I Called Him Morgan, a film by Kasper Collin, tells the story of jazz trumpet player Lee Morgan, from his debut as a cocky teen-aged protege of Dizzy Gillespie to his tragic death, shot dead at age 33 by his common law wife Helen Morgan. It is a film rich in jazz and the experiences of African-Americans who wrote their personal and collective histories through music. The film debuted on the festival circuit in 2016, garnering many rave reviews and awards, now available to a wider audience through streaming on Amazon, Google Play, and iTunes. I purchased it from Amazon in 1080p resolution with 5.1 surround sound, pleased that the sound design of the film preserves the most defining sonic quality of many of Lee’s albums, the wide separation between the trumpet and saxophone, each isolated in its own channel.

Unflinchingly, I Called Him Morgan explores the gray area between guilt and forgiveness. Any jazz fan discovering Lee Morgan’s trumpet playing, his prodigal talent for improvisation and story-telling on his horn, is sure to feel a sense of mourning for the fact that his time on Earth was so short. Yet, Helen Morgan is a figure who will inspire some sympathy for her own determination as well as her crucial role in revitalizing Lee’s life and career in second half of the 1960s. Her story is symbolic as she becomes an iconic example of the urges of bravest to escape to a better place, in her case New York City, where she defined herself rather than let the provincialism of her native North Carolina define her.

As we learn, Helen Morgan became something of a den mother to jazz musicians attracted by her home cooking and kind persona. Yet, despite the revelations in such symbolism, she is humanized by the cassette tape recording made by Larry Reni Thomas, an educator, journalist, and torch carrier of jazz history. Larry interviewed Helen Morgan after she was in his adult education class where he discovered her intimate connection to Lee. The conformation of Helen Morgan’s humanity is her voice, as played on the cassette. The audience hears her story, in her own words. Hence, a three-dimensional figure emerges, and she can no longer be perceived merely as the woman who shot Lee Morgan.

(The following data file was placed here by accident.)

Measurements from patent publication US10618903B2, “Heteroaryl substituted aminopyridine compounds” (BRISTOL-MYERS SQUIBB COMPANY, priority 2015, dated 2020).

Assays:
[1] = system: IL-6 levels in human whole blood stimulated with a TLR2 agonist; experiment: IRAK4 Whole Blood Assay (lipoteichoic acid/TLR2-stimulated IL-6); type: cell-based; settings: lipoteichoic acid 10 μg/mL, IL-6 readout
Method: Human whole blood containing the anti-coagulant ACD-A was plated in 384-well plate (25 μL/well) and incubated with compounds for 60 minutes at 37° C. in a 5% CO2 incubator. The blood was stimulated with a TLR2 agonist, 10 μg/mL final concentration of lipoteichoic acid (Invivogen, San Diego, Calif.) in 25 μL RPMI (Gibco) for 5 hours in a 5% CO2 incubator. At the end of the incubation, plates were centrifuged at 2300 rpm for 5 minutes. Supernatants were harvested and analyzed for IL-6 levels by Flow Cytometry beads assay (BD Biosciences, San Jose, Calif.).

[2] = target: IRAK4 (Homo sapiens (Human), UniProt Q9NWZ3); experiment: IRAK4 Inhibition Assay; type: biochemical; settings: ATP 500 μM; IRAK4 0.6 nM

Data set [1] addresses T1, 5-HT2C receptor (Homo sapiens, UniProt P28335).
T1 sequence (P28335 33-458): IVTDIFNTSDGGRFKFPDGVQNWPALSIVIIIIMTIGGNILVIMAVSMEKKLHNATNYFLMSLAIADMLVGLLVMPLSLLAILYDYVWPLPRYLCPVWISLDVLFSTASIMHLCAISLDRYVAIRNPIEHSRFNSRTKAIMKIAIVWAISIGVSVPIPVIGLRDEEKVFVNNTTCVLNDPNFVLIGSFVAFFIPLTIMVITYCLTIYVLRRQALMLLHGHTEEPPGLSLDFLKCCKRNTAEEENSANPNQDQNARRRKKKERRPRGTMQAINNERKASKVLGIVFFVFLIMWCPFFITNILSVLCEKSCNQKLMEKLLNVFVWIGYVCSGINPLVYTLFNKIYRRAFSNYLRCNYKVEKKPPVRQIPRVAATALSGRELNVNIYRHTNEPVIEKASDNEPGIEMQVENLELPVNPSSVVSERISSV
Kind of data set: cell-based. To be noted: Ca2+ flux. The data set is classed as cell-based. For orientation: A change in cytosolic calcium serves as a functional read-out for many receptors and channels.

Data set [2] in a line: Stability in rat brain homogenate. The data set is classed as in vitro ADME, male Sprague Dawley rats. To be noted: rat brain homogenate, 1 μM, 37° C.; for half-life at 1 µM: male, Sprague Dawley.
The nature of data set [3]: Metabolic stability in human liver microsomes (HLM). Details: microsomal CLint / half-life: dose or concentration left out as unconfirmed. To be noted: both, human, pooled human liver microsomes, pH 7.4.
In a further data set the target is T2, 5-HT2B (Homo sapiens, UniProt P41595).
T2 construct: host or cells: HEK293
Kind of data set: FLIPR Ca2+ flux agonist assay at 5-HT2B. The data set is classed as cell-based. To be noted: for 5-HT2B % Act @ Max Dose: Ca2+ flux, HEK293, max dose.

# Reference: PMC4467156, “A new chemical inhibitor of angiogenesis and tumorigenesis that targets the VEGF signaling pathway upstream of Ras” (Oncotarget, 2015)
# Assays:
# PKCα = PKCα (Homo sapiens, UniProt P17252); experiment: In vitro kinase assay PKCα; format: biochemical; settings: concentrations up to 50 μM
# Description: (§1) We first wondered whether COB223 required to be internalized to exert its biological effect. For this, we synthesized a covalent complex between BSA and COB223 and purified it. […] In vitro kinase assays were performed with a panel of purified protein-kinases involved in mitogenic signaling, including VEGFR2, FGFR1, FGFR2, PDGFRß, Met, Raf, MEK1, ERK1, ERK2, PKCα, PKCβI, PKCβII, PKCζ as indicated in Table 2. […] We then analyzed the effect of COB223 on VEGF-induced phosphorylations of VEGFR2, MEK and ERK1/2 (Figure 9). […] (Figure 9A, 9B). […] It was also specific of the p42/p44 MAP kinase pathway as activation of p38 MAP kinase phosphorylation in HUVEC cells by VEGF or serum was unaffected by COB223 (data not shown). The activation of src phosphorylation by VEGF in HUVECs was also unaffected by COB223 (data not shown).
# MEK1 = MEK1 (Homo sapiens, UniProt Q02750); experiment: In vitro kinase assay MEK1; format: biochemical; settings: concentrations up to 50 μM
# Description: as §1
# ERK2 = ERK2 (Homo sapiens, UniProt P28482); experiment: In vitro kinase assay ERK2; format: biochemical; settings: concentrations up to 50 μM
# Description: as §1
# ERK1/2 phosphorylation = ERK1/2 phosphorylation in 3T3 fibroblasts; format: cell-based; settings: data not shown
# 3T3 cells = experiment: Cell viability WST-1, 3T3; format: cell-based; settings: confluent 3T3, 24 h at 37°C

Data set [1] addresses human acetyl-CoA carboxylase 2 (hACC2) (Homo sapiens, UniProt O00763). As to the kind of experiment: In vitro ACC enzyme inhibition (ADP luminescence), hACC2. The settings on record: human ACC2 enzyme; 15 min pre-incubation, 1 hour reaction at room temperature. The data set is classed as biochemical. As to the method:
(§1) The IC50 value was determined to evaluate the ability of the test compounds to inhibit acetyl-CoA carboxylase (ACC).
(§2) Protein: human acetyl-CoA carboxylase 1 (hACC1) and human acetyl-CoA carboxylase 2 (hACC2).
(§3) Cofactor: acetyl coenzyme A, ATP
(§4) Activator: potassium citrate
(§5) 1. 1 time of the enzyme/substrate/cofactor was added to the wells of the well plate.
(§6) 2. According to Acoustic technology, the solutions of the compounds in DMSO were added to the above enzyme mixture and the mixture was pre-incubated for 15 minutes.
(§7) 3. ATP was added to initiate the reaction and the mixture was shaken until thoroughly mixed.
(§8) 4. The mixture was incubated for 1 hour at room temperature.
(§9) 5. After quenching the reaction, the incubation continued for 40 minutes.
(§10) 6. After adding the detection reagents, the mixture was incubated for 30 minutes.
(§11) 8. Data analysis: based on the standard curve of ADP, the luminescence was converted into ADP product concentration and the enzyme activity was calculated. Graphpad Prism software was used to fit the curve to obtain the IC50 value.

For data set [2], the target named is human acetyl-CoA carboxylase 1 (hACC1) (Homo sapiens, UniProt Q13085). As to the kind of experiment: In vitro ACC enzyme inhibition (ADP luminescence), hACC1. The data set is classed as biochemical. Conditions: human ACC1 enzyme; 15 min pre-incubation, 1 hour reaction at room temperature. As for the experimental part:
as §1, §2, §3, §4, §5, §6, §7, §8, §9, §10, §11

We also hear first hand accounts from many of Lee’s collaborators and friends. In a most touching moment, Wayne Shorter, a legend of the saxophone and oft collaborator with Morgan, is gazing at a photo of Lee with a bandaged head, admonishing his friend in the present tense as if he is still alive. Shorter was Lee’s bandmate in the The Jazz Messengers, and a collaborator on his later solo albums. The Jazz Messengers were a combo seen by some as the epitome of hard bop, a summation of everything that was hip about jazz in its most fruitful era. A contemporary critic lends his view:

“…his fine Gillespie-inspired trumpet was shown off to great advantage above Blakey’s furious drumming. He was equally at home on more restrained pieces when his excellent control and even vibrato became more evident.” (1)

Between one audio interview of Lee Morgan from 1971, the cassette tape (a character in itself), and original interviews with friends and bandmates, Lee Morgan’s life story is aptly portrayed in overview. I would have liked more details about his upbringing and his influences, which by other accounts extended beyond jazz. Lee’s personality bursts from the screen most strikingly from the archival photographs taken by Francis Wolff of Blue Note Records. (The story of the “Animal Brothers,” Wolff and Blue Note co-founder Alfred Lion, would make for a wonderful documentary in itself.) Of particular interest are the photographs taken inside the famous studio of Rudy Van Gelder (1924-2016). Gelder revealed little about his recording techniques, so such insights are invaluable.

Most of all, it is the music that moves, and listening to the soundtrack I felt transported to the smoky clubs, breathing in the wails from the brass and feeling the sense of liberation the music provided in an atmosphere of necessary revolt outside. Photographs from places such as Slugs, the ones “where you can hear the real cats,” strike me as evidence that the jazz scene in the early 1970s was racially integrated, white intellectuals and African-Americans inspired by the same music mingling together.

Collin’s compelling film should be welcomed by jazz aficionados as well as newer fans discovering Lee’s music through reissues and You Tube. For all the lesson is the same. Jazz is a genre fused with the history of America in black and white. It connects us to frontiers beyond our national one and can be a stark reminder of the best and worst impulses in everyone.  

Search For The New Land (1964):

(1). McRae, Barry. The Jazz Cataclysm. Cranbury, NJ: AS Barnes and Co. (1967), p. 55.

 

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